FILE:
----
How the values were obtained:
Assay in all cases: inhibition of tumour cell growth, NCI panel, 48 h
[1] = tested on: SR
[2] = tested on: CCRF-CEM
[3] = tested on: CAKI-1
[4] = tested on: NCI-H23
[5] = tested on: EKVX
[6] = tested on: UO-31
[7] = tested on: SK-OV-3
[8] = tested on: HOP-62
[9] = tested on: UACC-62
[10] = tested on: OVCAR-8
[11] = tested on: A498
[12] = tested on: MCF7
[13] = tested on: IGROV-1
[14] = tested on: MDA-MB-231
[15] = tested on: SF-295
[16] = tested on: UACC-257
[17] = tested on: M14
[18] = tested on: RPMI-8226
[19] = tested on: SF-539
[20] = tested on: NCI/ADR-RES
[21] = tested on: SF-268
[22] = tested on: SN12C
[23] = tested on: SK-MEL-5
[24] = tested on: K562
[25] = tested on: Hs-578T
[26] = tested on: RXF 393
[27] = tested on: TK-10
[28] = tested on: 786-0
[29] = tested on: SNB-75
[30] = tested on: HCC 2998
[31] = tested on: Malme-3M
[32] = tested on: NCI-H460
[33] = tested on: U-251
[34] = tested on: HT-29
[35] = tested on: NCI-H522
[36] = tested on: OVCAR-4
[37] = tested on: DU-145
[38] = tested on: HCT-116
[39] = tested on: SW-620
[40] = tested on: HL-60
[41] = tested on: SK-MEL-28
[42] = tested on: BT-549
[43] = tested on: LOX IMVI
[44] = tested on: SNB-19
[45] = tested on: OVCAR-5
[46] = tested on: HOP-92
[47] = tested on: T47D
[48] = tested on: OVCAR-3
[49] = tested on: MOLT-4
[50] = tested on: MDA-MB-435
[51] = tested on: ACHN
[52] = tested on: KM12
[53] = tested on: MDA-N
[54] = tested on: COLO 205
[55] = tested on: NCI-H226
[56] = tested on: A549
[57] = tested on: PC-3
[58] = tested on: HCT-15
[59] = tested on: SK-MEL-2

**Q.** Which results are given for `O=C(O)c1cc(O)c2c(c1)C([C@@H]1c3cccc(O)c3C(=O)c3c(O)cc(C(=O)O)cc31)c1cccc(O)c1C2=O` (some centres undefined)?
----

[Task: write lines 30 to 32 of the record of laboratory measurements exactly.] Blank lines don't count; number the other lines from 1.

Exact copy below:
[28] = tested on: 786-0
[29] = tested on: SNB-75
[30] = tested on: HCC 2998